• BusinessWire, “FusionOne Partners with WhitePages.com to Deliver Automatic Synchronization for Online Subscriber,” press release, Oct. 11, 2000.
  • Malone, et al., Semi-Structured Messages are Surprisingly Useful for Computer-Supported Coordination, Proceedings of the Conference on Computer-Supported Cooperative Work, Austin, Texas, Dec. 3-5, 1986, pp. 1-26.
  • Patel et al.,“The Multimedia Fax-MIME Gateway,” 8440 IEEE MultiMedia No. 4, Jan. 1994, 7 pgs.
  • Lamb et al.,“LAN-Based Office for the Enterprise, A Case Study,” Advantis Company, White Plains, NY 10605, Jan. 1994 IEEE, pp. 440-447.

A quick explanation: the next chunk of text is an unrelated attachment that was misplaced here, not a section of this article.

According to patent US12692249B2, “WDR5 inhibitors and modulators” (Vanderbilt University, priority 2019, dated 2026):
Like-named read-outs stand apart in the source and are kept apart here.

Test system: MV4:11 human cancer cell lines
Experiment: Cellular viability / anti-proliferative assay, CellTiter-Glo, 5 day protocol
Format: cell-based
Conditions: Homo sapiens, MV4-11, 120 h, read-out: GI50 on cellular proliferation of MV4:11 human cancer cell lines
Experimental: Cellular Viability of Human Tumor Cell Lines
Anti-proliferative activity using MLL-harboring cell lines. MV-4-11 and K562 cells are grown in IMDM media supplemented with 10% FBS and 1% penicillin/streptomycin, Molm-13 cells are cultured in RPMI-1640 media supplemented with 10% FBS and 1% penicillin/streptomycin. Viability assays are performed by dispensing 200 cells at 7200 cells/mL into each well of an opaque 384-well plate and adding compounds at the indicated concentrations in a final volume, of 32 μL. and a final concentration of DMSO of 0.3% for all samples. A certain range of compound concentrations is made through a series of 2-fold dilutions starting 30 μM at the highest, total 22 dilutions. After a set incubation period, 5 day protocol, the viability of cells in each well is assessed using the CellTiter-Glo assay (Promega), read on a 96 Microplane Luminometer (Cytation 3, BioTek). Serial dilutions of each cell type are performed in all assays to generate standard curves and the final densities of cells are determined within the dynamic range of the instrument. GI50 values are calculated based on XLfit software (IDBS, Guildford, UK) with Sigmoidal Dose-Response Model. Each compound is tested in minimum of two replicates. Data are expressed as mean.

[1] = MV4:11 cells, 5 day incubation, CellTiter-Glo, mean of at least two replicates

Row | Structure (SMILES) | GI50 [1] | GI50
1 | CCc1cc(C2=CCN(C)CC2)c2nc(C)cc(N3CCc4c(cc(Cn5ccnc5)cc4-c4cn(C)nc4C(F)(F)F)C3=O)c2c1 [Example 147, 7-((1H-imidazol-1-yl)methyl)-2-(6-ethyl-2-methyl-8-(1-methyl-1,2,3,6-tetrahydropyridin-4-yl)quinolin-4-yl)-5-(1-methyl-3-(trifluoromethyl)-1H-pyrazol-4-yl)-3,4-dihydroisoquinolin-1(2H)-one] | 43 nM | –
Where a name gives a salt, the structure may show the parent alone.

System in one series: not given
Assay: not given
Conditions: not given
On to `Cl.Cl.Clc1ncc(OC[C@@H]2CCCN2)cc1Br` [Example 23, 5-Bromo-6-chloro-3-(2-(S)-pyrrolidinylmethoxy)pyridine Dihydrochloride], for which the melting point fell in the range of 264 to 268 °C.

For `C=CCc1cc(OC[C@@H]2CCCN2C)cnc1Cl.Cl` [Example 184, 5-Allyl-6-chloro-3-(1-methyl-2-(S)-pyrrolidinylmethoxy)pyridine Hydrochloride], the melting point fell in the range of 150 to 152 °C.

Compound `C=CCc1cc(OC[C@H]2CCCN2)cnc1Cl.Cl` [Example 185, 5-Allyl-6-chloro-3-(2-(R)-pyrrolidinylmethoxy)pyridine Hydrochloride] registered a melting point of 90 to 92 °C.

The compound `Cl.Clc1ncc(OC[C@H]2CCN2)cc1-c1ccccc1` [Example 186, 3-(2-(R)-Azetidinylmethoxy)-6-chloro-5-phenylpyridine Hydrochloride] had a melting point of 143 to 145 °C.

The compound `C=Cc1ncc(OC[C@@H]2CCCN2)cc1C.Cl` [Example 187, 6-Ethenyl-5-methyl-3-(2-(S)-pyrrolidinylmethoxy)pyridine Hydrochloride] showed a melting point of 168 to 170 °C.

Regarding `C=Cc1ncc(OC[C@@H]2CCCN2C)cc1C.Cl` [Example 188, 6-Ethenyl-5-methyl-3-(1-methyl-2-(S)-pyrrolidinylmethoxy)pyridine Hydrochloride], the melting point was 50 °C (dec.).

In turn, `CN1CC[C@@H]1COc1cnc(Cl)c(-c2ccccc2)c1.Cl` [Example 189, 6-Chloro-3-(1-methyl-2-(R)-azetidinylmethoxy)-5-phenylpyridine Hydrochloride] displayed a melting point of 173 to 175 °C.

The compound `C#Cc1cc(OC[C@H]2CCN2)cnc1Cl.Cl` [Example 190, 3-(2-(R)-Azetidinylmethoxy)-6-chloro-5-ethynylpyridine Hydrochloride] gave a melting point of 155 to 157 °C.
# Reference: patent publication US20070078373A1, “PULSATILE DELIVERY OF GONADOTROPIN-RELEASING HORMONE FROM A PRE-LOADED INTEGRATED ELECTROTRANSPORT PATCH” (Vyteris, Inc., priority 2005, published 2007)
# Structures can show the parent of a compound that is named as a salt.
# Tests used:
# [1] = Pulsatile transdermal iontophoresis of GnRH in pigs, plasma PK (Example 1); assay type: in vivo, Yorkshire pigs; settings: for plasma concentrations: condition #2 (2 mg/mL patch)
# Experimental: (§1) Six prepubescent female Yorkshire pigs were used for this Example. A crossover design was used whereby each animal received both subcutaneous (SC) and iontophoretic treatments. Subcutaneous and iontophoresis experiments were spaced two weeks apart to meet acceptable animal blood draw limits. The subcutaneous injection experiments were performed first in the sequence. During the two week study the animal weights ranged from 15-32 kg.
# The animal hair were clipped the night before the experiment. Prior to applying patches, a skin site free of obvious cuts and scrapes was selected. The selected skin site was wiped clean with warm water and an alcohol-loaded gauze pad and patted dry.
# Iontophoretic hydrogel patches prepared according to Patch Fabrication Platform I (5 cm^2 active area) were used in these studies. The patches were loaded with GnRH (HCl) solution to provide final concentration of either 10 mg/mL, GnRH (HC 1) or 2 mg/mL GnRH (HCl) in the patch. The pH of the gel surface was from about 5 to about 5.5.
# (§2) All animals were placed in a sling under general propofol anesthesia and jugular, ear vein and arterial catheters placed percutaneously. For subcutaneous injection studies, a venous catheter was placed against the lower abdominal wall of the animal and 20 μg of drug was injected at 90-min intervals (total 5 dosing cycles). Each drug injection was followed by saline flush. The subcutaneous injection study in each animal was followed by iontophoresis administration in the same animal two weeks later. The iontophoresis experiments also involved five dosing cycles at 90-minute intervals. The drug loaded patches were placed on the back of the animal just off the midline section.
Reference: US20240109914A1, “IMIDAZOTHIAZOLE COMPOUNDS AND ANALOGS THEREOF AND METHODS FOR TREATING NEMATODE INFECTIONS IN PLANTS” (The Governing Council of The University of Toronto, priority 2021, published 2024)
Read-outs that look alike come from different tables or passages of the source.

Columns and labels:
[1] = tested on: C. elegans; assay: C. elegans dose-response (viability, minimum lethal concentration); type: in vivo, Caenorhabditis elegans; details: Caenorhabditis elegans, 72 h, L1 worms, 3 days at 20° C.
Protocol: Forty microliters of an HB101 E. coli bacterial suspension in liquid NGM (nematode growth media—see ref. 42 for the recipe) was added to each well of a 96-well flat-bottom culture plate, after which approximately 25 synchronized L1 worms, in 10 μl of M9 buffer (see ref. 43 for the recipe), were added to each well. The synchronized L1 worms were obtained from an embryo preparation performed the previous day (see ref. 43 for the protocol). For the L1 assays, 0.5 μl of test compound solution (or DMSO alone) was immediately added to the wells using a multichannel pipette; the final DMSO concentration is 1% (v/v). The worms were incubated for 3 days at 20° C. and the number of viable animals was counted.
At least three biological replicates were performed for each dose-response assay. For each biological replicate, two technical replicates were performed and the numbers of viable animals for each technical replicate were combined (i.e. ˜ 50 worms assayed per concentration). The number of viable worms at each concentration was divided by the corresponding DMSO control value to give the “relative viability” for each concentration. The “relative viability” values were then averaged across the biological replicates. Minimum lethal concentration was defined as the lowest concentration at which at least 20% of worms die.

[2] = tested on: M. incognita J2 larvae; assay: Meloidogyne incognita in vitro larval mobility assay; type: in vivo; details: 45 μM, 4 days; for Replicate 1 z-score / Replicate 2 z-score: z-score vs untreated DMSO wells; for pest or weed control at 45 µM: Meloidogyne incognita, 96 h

• Rou et al., “Online File Storage System,” 2002 Student Conference on Research and Development Proceedings, Shah Alam, Malaysia, Nov. 7, 2002, IEEE, pp. 83-86.
  • Agarwal et al., “On the Scalability of Data Synchronization Protocols for PDAs and Mobile Devices,” Jul. 2002, IEEE Network, pp. 22-28.

Patent History

Patent number: 7895334
Type: Grant
Filed: Jul 19, 2000
Date of Patent: Feb 22, 2011
Assignee: FusionOne, Inc. (San Jose, CA)
Inventors: Edgar Allen Tu (Castor Valley, CA), Eric Pang (Sunnyvale, CA)
Primary Examiner: Kenneth R Coulter
Attorney: Haverstock & Owens, LLP
Application Number: 09/618,956